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Previous daf Kesuvos 33
KESUOVS 33 (27 Nisan) - has been dedicated to the memory of ha'Rav Shmuel
(ben Aharon) Grunfeld of Jerusalem/Efrat. Rav Shmuel was a truly great Torah
scholar, whose tragic death left all who knew him with an inconsolable sense
1) [line 4] BEN GERUSHAH U'VEN CHALUTZAH - one who is convicted of being an
Ed Zomem on testimony that a Kohen is actually a Ben Gerusha will receive
Malkos for there is no monetary fine
(a) The Torah commands a Kohen Gadol not to marry a widow, divorcee,
prostitute ("Zonah" -- see Background to Yevamos 59:8) or Chalalah (Vayikra
21:14). A regular Kohen is permitted to marry a widow, but not any of the
other women listed above. The child from one of the above-mentioned unions
is invalidated from the Kehunah, and is called a "Chalal." The Rabanan also
prohibited all Kohanim from marrying a Chalutzah, and made the children of a
Kohen from a Chalutzah Chalalim mid'Rabanan.
(b) A Chalal may not serve in the Beis ha'Mikdash, and according to some
sources he is Chayav Misah b'Yedei Shamayim if he does (MINCHAS CHINUCH
275:5). A Chalal does not eat Terumah or the Kodshim reserved for Kohanim
(Terumos 8:1), and is not restricted with regard to the women that he is
allowed to marry. Chalalim are not prohibited from coming into contact with
corpses. Chalalim are not considered Kohanim with regard to the other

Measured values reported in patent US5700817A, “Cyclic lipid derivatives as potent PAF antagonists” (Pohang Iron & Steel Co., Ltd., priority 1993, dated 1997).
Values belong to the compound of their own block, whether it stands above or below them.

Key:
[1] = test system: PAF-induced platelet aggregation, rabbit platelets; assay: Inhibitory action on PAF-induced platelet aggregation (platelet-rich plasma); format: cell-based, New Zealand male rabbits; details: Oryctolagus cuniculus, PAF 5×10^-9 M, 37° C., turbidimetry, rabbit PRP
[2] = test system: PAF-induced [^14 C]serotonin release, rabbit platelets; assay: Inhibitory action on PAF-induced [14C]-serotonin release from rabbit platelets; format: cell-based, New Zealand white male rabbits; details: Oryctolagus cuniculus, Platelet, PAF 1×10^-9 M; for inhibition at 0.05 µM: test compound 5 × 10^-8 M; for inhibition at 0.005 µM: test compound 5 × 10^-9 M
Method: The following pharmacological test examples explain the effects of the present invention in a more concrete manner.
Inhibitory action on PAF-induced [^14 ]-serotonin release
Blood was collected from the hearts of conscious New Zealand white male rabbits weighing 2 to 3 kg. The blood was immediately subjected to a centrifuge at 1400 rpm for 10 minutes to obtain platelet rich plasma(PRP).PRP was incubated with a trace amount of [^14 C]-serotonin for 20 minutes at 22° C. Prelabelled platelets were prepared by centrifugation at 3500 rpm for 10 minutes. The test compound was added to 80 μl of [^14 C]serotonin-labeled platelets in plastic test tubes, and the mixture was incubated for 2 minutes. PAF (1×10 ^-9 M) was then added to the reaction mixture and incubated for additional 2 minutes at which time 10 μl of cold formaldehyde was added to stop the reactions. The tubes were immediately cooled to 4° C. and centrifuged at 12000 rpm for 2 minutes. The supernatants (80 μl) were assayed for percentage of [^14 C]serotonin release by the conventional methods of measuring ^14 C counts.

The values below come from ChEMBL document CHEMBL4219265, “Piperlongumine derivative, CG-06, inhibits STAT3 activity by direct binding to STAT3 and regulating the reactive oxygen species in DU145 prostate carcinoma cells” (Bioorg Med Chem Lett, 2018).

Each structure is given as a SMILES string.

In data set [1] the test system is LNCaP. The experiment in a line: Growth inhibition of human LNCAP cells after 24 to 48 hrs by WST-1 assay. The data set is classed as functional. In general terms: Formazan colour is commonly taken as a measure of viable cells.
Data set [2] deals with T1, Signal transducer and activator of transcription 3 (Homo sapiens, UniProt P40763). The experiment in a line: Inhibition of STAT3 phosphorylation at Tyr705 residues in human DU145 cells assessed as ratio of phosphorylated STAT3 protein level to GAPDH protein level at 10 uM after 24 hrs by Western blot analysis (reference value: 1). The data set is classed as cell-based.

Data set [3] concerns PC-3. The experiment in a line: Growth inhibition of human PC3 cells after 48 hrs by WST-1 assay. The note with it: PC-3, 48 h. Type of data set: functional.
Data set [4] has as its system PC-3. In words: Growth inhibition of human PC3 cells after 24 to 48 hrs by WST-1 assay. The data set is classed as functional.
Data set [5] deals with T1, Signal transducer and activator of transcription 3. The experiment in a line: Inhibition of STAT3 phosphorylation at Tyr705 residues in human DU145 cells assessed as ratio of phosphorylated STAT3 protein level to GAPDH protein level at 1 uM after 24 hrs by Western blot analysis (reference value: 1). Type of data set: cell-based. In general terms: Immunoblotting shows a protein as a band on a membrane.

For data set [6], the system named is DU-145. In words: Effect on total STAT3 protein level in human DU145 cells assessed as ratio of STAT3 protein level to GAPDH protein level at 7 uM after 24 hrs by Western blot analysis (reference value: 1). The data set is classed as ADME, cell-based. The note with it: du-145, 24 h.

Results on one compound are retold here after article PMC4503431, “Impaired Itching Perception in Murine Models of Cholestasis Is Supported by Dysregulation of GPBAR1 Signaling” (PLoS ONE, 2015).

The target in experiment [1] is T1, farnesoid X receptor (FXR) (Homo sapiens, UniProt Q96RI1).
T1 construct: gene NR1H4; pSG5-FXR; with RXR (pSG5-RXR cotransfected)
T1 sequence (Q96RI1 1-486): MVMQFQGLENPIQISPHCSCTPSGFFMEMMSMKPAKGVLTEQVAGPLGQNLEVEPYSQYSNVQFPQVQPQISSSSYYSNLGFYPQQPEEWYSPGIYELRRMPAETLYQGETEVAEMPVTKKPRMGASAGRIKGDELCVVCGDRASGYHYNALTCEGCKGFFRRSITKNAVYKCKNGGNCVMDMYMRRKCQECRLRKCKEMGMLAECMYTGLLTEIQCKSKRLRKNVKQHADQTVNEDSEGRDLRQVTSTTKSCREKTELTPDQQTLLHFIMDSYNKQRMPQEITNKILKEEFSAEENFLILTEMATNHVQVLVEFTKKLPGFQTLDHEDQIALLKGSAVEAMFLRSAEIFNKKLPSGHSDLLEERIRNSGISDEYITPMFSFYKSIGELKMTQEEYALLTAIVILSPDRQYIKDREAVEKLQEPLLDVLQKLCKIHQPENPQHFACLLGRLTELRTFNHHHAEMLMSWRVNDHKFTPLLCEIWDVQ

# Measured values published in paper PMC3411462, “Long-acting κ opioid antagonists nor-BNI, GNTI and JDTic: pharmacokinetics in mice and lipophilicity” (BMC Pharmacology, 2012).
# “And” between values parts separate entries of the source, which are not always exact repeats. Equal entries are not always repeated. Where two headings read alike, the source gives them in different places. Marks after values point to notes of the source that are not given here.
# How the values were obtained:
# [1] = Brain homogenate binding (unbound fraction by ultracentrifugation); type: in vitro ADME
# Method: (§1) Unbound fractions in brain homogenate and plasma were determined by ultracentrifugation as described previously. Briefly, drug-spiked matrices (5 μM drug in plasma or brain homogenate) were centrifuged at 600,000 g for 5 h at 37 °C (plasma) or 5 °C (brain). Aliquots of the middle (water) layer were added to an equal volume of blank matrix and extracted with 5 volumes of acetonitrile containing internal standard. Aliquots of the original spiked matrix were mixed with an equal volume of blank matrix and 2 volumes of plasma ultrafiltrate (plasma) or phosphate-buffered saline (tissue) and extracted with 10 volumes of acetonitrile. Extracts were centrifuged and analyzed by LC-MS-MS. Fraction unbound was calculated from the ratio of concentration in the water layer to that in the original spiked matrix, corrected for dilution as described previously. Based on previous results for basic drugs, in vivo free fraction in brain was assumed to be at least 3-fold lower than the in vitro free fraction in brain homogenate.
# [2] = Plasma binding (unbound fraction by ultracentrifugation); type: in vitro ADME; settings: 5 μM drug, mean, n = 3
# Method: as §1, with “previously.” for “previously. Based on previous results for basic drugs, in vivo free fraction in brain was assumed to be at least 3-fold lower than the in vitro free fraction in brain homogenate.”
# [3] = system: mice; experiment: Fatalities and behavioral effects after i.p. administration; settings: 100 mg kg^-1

privileges and restrictions pertaining to Kohanim, as well.
(c) A widow, divorcee or prostitute that has relations with a Kohen Gadol,
and a divorcee or prostitute who has relations with a regular Kohen, becomes
a "Chalalah." Female children born through such a union are also Chalalos.
Also, any Jewish woman who has relations with a Chalal becomes a Chalalah
(even though she is permitted to have relations with him).
(d) A Chalalah is prohibited to marry a Kohen. If she does marry (and have
relations with) a Kohen, the Chalalah and the Kohen are punished with
Malkos. A Chalalah may not eat Terumah. Although a Jewish woman who has
living children from a Kohen normally eats Terumah, if she becomes a
Chalalah she may no longer eat Terumah. Similarly, although the daughter of
a Kohen normally eats Terumah until she becomes married to a non-Kohen, if
she becomes a Chalalah she may no longer eat Terumah (Yevamos 69a).
(e) There is a Mitzvas Aseh for a Kohen Gadol to marry a Besulah (Vayikra
21:13). If he transgresses this Aseh and marries a Be'ulah (who is not an
Almanah), the Tana'im argue as to whether the woman becomes a Chalalah and
whether the child is a Chalal.
2) [line 7] BOGERES - K'nas is imposed only on one who raped a Na'arah,
generally until age twelve and a half. According to Ula, the punishment for
having relations with one's sister will apply only when she is a Bogeres; if
she is a Na'arah he will pay K'nas instead.
3) [line 16] NISREI BEHU EIMAS - when should we give them Hasra'ah
4) [line 17] AMREI ISHTALYAN - they will say we forgot
5) [line 20] B'SOCH KEDEI DIBUR
"Toch Kedei Dibur" is the length of time that it takes for a student to say
a greeting to his teacher (e.g. "Shalom Aleicha Rebbi"). "K'dibur Dami"
means that within this small amount of time, we view an act or speech as
not yet completed and still continuing. Thus, even though the person has, in
action, already stopped performing the act, within this amount of time he
may act or say something that will abrogate his previous actions or words.
For example, if a person sells an object and changes his mind within Toch
Kedei Dibur, the sale is nullified.
6) [line 35] B'MATZUS SHEB'MISAH - a fight whose end result is the death
penalty; that is, one was fighting with the intent to murder
7) [line 1] ILMALEI NAGDUHA - if they would have lashed